What I do have is 20 years of experience making games and seeing how the sausage is made.
These are direct quotes from his Twitter account after Microsoft changed their used game policy to having no fees. Guess what, Cliff? That stuff would have happened anyways because you forget, companies are greedy and want more and more, and they are never satisfied. We would still be paying $10 for a used game and still have microtrasactions in it with crappy multiplayer that no one wanted, and then that publisher would charge $10 for an online pass. Where does it stop? You can scream all you want about how microtranscations are the future and companies need money. I think you're forgetting about our perspective. We buy your games, and of course you want more of our money. How about making good games and we might give it to you? How about making quality content? Gamers aren't dumb, especially us hardcore guys.
Developers do see money for every copy sold, it's called "new games." But once we buy our copy, Cliff, it's ours. After that we can do whatever we want to it—crap on it, spit on it, sell it, use it as a coaster—because for some games, that's all they're worth. So should a TV company charge a fee to pawn shops and Craigslist when we sell it? They get less money than developers do! People only buy TVs once every 5 years or so. How about furniture? What if we donate our games to charity and some poor kid needs to pay $10 to play his game that he got for free? All because you guys can't come up with good enough ideas to make more money?
How will they kill the game industry? Think about 10 years from now, you're playing Fallout 6 and you start talking to someone. Your conversation choice says you can try to convince the guy to give you something if your speech is high enough. You try, and fail, then an ad pops up saying "For just $1 you can increase your speech enough to win him over" or something like that. At that point these aren't games anymore, but interactive ads. Everyone complained about ad placement in sports games and Burnout years ago, but they were just on billboards, and honestly it didn't bother me.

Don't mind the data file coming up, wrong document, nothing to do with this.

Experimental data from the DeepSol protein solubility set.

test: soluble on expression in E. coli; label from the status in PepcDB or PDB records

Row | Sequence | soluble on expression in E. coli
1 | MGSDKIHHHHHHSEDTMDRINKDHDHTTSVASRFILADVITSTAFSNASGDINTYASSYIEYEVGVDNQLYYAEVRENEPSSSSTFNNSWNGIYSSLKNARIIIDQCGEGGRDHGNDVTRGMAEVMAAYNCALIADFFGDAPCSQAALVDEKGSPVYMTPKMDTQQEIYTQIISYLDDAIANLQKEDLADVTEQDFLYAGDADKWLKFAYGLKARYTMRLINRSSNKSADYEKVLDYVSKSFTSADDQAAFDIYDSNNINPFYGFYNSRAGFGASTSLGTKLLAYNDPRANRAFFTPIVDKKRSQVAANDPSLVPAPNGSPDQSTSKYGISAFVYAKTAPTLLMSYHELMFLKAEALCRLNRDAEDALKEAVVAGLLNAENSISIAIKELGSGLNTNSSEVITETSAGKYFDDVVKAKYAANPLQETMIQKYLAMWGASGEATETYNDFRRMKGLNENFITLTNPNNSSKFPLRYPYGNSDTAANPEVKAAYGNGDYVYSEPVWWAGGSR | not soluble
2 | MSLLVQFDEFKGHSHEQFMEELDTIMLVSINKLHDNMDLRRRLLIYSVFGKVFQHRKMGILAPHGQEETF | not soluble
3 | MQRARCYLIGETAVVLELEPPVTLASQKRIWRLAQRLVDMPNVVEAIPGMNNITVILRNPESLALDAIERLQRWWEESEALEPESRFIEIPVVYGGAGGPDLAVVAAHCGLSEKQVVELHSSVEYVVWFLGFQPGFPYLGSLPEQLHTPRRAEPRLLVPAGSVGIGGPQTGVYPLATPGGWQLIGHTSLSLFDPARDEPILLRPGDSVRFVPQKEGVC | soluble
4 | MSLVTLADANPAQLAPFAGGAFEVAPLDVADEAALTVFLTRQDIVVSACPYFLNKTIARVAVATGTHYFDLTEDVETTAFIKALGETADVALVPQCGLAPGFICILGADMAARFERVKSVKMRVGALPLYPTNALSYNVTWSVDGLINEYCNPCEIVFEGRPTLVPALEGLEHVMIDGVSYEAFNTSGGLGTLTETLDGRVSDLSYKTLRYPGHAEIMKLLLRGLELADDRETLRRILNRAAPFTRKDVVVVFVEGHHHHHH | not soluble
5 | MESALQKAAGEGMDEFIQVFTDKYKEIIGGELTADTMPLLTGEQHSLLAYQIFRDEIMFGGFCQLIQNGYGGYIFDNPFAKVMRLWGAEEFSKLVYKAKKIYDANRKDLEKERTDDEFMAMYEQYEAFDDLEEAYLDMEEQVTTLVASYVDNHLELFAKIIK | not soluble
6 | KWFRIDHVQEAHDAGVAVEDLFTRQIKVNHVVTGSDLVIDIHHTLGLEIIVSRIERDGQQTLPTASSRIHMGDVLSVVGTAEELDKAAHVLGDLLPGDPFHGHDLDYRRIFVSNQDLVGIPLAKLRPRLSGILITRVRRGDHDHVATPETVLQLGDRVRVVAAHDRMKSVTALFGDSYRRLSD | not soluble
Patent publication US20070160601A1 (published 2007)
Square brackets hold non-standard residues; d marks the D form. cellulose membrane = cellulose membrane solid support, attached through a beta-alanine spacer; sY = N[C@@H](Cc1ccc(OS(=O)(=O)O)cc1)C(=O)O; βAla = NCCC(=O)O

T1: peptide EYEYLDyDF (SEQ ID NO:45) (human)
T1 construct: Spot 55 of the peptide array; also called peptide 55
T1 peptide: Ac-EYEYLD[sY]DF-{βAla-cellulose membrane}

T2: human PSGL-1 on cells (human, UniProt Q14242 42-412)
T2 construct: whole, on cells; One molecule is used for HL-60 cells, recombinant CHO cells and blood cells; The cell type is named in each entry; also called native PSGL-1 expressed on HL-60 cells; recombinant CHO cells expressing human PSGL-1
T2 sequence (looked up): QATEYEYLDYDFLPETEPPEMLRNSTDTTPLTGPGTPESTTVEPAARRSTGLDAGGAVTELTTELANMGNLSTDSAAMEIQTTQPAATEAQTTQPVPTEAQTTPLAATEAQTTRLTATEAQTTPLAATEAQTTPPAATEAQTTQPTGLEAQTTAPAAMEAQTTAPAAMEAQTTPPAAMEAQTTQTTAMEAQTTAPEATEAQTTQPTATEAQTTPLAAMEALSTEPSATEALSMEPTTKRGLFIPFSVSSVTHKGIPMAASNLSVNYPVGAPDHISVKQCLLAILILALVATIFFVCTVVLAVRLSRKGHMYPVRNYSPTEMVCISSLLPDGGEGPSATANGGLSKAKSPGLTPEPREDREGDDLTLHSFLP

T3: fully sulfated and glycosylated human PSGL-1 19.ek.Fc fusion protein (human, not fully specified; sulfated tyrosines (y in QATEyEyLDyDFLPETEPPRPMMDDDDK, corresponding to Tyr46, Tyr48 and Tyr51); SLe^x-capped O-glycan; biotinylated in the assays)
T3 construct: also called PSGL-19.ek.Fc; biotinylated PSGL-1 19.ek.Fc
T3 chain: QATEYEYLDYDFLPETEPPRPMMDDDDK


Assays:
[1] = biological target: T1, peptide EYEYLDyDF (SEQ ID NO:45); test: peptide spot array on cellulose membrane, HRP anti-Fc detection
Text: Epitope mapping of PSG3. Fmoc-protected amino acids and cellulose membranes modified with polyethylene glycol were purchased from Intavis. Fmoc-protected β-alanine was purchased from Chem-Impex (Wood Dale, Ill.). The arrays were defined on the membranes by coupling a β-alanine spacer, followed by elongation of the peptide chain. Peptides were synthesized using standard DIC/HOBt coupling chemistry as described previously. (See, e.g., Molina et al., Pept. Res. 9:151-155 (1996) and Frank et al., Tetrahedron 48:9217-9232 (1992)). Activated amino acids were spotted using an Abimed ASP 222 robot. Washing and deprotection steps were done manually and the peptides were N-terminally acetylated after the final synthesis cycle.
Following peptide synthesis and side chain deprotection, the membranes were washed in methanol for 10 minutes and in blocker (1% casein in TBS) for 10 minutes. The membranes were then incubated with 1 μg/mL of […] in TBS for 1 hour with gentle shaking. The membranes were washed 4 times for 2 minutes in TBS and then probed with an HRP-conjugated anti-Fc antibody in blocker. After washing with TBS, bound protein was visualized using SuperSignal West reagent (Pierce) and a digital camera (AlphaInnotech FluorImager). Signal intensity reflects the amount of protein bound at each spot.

Another example: You're playing Halo 8 about 8 years from now, probably the end of the Xbox One's lifecycle. Let's say Halo 8 is more open world like Borderlands. You get to a certain main missions and you realize you just can't beat the damn boss. You try buying the most powerful guns available to you and the best armor, but you just can't do it. Then you realize, "Wait a minute! There's that one shop on the other side of the map that sells better armor, I wasn't a high enough level yet, I'll go look." Your confidence is up, you have plenty of coins to buy something, then you realize it's greyed out because you need to use Spartan Coins which are bought with real-world cash. You throw the controller, turn your game off, and sell it GameStop. Or you can continue shooting up smaller bad guys and repeating the same missions for about two weeks to get enough Spartan Coins to buy it.
How's that option, Cliffy? How does that tickle your fancy? You don't have to play them so you couldn't care less. Maybe in the next Gears of War, we have to spend $5 to unlock the chainsaw on the bottom of our Lancer's. When you rev up the gun with B, an ad pops up that says, "Spend $5 now and get the chainsaw bayonet! Watch this trailer to see what you're missing out on!" I bet you'd like that, wouldn't you.
In the end, it has to stop somewhere. Either continue gouging us and exploiting the weak, or make quality content and charge a little more so more people will buy it. I had no problem throwing down $40 for both Skyrim DLCs. Not a second thought. I love Skyrim, it was a great game, and the DLCs had a lot of content. I do think about paying $5 for some coins to continue in a game that I couldn't care less about. Developers need to start asking themselves this question: Does our game have enough quality where gamers would buy stuff for it? If it's no, go back to the drawing board instead of forcing it down our throats. We don't want to buy the game industries puke and diarrhea just because a company wants a little more money.
The opinions expressed here does not necessarily reflect the views of Game Revolution, but we believe it's worthy of being featured on our site. This article has been lightly edited for grammar and image inclusion. It has been submitted for our monthly Vox Pop competition. You can find more Vox Pop articles here. ~Ed. Nick